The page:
Monday, November 29, 2010

Support Houses of Worship for All

I'm not one to beat a dead horse, but I really wanted to share this article from Jonathan D. Sarna, titled, When Shuls were Banned in America. Please take a moment to read the article and share with your friends and families.

When New York Mayor Michael Bloomberg stood on Governors Island, in sight of the Statue of Liberty, and forcefully defended the right of Muslims to build a community center and mosque two blocks from Ground Zero, he expressly made a point of distancing himself from an earlier leader of the city: Peter Stuyvesant, who understood the relationship between religion and state altogether differently than Bloomberg does.
As governor of what was then called New Amsterdam, from 1647-1664, Stuyvesant worked to enforce Calvinist orthodoxy. He objected to public worship for Lutherans, fought Catholicism and threatened those who harbored Quakers with fines and imprisonment. One might easily imagine how he would have treated Muslims.

When Jewish refugees arrived in his city, in 1654, Stuyvesant was determined to bar them completely. Jews, he complained, were “deceitful,” “very repugnant” and “hateful enemies and blasphemers of the name of Christ.” He wanted them sent elsewhere.
Stuyvesant’s superiors in Holland overruled him, citing economic and political considerations. He continued, however, to restrict Jews to the practice of their religion “in all quietness” and “within their houses.” Being as suspicious of all Jews as some today are of all Muslims, he never allowed them to build a synagogue of their own.
In 1685, with the British in control of the city, 20 Jewish families petitioned to change Stuyvesant’s precedent so that they might establish a synagogue and worship in public. They were curtly refused. “Publique worship,” New York City’s Common Council informed them, “is Tolerated… but to those that professe faith in Christ.”
Eventually, around the turn of the 18th century, Jews in New York won the right to worship in public, and Congregation Shearith Israel opened America’s first synagogue. Subsequently, in Rhode Island, what is today known as the Touro Synagogue, the oldest synagogue building still extant in North America, was dedicated in Newport in 1763.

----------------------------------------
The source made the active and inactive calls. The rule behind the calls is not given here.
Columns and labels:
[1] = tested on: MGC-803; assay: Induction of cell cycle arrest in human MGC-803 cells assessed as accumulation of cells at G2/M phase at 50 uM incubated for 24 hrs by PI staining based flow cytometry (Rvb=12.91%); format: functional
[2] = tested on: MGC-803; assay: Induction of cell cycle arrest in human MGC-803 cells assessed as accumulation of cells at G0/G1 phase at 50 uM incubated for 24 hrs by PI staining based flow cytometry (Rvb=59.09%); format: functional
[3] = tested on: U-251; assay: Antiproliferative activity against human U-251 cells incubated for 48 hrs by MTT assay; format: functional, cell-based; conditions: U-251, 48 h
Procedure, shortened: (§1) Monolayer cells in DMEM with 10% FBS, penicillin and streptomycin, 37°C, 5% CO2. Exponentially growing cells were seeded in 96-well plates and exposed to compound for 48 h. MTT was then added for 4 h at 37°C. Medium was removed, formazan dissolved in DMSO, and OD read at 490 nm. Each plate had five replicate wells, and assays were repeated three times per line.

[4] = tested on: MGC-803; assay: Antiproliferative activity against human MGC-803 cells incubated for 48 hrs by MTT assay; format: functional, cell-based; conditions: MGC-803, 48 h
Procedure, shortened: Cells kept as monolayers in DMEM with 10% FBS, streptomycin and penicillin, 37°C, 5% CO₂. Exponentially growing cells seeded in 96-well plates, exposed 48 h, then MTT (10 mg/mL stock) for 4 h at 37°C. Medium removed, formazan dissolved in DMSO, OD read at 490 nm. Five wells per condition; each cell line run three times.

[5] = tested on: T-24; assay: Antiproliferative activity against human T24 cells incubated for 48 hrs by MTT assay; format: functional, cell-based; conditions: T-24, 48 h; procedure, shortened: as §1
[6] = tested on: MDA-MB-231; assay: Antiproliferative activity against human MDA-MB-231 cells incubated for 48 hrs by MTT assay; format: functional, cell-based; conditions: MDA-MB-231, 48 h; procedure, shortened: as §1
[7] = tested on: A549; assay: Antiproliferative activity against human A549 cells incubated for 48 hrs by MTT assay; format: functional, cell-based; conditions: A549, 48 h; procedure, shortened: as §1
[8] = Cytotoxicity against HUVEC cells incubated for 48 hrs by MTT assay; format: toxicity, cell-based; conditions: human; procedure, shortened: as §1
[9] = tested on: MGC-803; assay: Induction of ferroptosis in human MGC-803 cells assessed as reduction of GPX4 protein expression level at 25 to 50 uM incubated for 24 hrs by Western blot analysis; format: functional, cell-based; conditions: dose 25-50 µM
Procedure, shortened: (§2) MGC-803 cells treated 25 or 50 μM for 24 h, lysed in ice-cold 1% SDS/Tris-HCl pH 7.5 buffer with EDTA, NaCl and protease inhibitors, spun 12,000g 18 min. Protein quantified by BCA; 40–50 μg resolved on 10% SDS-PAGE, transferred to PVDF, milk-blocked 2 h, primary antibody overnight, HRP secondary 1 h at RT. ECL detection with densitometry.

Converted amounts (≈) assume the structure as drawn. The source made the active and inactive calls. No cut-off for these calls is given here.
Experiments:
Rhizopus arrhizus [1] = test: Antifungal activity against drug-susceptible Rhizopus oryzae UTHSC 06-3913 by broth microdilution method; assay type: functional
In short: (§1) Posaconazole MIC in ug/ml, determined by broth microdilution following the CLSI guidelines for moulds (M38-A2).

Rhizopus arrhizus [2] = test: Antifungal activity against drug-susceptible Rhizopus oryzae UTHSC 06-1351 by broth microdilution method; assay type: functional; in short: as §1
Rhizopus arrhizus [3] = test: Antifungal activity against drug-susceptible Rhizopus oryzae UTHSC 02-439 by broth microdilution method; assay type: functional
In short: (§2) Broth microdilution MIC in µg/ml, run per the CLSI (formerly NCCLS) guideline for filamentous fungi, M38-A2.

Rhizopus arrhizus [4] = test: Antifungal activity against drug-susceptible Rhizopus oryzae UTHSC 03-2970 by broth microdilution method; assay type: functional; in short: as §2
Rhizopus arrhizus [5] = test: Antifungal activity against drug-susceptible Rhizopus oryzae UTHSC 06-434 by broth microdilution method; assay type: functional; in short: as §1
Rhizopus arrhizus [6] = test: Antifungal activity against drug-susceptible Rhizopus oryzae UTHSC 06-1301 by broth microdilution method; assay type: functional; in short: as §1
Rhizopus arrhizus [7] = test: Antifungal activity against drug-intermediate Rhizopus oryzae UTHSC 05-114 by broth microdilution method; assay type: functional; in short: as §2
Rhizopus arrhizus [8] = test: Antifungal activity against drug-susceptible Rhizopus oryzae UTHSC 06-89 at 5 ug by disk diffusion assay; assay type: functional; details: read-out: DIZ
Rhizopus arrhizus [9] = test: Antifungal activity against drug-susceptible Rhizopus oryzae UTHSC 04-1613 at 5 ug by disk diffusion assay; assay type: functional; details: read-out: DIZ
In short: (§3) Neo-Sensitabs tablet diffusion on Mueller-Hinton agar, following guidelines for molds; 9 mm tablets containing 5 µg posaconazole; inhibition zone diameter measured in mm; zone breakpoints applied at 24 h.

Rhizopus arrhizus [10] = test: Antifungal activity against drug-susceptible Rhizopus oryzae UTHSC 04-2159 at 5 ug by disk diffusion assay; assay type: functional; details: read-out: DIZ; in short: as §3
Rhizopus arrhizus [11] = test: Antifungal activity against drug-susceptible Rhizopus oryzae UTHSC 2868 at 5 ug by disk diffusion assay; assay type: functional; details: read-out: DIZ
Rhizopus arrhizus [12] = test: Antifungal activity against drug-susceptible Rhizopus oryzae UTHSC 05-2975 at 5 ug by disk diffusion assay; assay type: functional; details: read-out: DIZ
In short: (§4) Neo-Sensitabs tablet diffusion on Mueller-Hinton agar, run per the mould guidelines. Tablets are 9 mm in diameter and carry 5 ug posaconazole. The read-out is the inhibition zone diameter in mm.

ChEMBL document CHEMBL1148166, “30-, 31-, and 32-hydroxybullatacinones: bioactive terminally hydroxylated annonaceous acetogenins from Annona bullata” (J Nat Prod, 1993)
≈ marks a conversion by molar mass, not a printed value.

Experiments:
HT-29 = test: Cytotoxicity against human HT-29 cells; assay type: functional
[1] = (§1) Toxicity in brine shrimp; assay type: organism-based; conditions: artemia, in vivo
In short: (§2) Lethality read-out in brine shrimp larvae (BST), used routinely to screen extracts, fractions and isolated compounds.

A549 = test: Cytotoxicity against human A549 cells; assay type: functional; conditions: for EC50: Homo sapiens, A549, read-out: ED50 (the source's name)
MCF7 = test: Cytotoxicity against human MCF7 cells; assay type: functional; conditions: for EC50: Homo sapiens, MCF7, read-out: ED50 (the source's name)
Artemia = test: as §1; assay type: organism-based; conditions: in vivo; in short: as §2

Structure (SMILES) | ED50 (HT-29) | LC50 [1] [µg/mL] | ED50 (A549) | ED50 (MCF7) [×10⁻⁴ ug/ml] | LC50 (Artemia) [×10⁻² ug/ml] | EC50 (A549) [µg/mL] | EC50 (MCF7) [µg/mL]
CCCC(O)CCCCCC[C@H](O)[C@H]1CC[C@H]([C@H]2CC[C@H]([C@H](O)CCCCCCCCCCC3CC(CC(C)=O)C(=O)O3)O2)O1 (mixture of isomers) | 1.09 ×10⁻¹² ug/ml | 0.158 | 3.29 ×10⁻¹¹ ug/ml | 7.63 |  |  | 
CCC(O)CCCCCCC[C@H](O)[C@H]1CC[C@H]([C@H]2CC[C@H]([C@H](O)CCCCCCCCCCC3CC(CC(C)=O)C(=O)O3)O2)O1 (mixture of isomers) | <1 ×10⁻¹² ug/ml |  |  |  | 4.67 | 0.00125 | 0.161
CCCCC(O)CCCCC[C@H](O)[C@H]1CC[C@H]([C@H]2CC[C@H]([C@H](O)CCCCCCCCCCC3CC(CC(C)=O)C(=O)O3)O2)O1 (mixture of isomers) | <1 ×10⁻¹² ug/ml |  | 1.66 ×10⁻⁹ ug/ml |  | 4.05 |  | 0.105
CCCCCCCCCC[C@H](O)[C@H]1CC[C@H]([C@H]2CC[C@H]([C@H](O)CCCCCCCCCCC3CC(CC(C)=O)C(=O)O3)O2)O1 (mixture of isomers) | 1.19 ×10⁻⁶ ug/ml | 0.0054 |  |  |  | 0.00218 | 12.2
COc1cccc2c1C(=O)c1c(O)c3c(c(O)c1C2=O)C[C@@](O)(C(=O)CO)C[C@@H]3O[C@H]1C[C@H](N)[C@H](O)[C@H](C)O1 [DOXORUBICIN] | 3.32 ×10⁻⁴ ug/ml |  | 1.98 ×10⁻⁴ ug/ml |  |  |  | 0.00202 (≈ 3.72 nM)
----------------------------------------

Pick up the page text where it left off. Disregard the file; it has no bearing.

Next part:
Elsewhere Jews were not so fortunate.
In Connecticut, for example, statutes limited the right of religious incorporation to Christians long after the Bill of Rights mandated religious liberty for all on the federal level. It took a special act of the state legislature, in 1843, to ensure that “Jews who may desire to unite and form religious societies shall have the same rights, powers and privileges as are given to Christians of every denomination.” Thanks to this act, Congregation Mishkan Israel opened in New Haven that year; it was only the second synagogue in all of New England.
The New Haven Register viewed the synagogue as a public defeat for Christendom. “The Jews…,” the paper thundered, “have outflanked us here, and effected a footing in the very centre of our own fortress. Strange as it may sound, it is nevertheless true that a Jewish synagogue has been established in this city — and their place of worship (in Grand Street, over the store of Heller and Mandelbaum) was dedicated on Friday afternoon. Yale College divinity deserves a Court-martial for bad generalship.”